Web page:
More information

Tutorials on Web Analytics: How to Conduct a Web Analytics Report on the Library Website

Tutorials on Web Analytics: How to Conduct a Web Analytics Report on the Library Website Tutorials on Web Analytics: How to Conduct a Web Analytics Report on the Library Website Le Yang, Metadata Librarian, Texas Tech University Joy Marie Perrin, Digital Resources Library Librarian, Texas

More information

Paraphrasing controlled English texts

Paraphrasing controlled English texts Paraphrasing controlled English texts Kaarel Kaljurand Institute of Computational Linguistics, University of Zurich kaljurand@gmail.com Abstract. We discuss paraphrasing controlled English texts, by defining

More information

Concepts of digital forensics

Concepts of digital forensics Chapter 3 Concepts of digital forensics Digital forensics is a branch of forensic science concerned with the use of digital information (produced, stored and transmitted by computers) as source of evidence

More information

TEACHER S GUIDE: ORDER OF OPERATIONS

TEACHER S GUIDE: ORDER OF OPERATIONS TEACHER S GUIDE: ORDER OF OPERATIONS LEARNING OBJECTIVES Students will learn the order of operations (PEMDAS). Students will solve simple expressions by following the order of operations. Students will

More information

Transparent D Flip-Flop

Transparent D Flip-Flop Transparent Flip-Flop The RS flip-flop forms the basis of a number of 1-bit storage devices in digital electronics. ne such device is shown in the figure, where extra combinational logic converts the input

More information

Word Spotting in Cursive Handwritten Documents using Modified Character Shape Codes

Word Spotting in Cursive Handwritten Documents using Modified Character Shape Codes Word Spotting in Cursive Handwritten Documents using Modified Character Shape Codes Sayantan Sarkar Department of Electrical Engineering, NIT Rourkela sayantansarkar24@gmail.com Abstract.There is a large

More information

Question 2 Naïve Bayes (16 points)

Question 2 Naïve Bayes (16 points) Question 2 Naïve Bayes (16 points) About 2/3 of your email is spam so you downloaded an open source spam filter based on word occurrences that uses the Naive Bayes classifier. Assume you collected the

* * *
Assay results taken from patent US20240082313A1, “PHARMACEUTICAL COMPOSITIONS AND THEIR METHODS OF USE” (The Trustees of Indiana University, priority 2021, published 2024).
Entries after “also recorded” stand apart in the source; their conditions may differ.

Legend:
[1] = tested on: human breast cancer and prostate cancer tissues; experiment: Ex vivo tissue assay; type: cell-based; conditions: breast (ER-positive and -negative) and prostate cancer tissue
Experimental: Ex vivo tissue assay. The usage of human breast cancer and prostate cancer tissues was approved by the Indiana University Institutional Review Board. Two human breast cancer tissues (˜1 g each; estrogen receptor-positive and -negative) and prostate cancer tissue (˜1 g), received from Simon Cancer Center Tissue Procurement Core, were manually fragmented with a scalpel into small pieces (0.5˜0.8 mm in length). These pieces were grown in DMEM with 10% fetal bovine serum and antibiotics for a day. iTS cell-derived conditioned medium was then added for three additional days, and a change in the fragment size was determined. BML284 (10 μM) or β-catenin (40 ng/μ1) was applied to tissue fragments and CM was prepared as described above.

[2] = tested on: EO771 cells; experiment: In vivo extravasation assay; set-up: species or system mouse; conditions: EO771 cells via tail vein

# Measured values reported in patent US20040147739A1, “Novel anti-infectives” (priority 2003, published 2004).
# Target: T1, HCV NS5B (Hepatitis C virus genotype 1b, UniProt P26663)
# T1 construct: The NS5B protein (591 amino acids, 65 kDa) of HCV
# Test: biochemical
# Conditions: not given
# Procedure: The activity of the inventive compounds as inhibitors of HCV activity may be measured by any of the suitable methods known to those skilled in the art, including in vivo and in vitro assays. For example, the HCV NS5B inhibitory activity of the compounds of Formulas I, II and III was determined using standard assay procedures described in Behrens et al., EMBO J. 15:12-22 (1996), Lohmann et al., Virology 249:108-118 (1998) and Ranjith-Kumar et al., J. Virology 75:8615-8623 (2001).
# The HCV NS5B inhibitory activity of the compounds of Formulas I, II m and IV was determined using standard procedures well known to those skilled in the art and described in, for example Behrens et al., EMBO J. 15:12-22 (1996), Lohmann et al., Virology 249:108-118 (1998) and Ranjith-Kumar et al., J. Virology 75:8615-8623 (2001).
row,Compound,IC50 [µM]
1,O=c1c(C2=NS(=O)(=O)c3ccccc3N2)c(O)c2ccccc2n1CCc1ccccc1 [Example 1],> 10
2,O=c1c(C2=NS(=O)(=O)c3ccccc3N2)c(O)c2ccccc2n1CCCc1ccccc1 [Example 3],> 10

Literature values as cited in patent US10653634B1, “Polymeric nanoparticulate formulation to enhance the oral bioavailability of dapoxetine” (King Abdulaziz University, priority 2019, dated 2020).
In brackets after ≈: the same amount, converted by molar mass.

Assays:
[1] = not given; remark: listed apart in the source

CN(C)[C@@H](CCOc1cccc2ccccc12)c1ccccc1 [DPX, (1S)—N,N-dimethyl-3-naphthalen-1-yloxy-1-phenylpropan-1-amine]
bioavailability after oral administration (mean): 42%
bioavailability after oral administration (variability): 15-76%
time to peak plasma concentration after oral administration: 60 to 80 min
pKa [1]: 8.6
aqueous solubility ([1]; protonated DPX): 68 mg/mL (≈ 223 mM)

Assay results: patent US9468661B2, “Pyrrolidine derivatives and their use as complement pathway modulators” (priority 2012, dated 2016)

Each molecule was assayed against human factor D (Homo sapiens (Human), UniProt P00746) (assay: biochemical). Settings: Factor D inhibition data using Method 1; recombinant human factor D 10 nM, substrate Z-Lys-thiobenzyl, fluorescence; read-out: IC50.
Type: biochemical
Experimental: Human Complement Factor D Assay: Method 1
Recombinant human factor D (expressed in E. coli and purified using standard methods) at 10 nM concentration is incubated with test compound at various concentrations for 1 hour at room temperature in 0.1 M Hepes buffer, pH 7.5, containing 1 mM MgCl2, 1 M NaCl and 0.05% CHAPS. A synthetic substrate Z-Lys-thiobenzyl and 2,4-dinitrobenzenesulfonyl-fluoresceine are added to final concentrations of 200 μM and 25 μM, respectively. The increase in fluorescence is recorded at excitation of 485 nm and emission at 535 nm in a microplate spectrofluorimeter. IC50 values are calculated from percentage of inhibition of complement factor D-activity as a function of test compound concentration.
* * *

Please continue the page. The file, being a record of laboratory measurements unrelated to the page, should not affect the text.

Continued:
More information

An Optical Sudoku Solver

An Optical Sudoku Solver An Optical Sudoku Solver Martin Byröd February 12, 07 Abstract In this report, a vision-based sudoku solver is described. The solver is capable of solving a sudoku directly from a photograph taken with

More information

The equation for the 3-input XOR gate is derived as follows

The equation for the 3-input XOR gate is derived as follows The equation for the 3-input XOR gate is derived as follows The last four product terms in the above derivation are the four 1-minterms in the 3-input XOR truth table. For 3 or more inputs, the XOR gate

More information

Chapter 7. Hierarchical cluster analysis. Contents 7-1

Chapter 7. Hierarchical cluster analysis. Contents 7-1 7-1 Chapter 7 Hierarchical cluster analysis In Part 2 (Chapters 4 to 6) we defined several different ways of measuring distance (or dissimilarity as the case may be) between the rows or between the columns

More information

Mining the Software Change Repository of a Legacy Telephony System

Mining the Software Change Repository of a Legacy Telephony System Mining the Software Change Repository of a Legacy Telephony System Jelber Sayyad Shirabad, Timothy C. Lethbridge, Stan Matwin School of Information Technology and Engineering University of Ottawa, Ottawa,

More information

Micro blogs Oriented Word Segmentation System

Micro blogs Oriented Word Segmentation System Micro blogs Oriented Word Segmentation System Yijia Liu, Meishan Zhang, Wanxiang Che, Ting Liu, Yihe Deng Research Center for Social Computing and Information Retrieval Harbin Institute of Technology,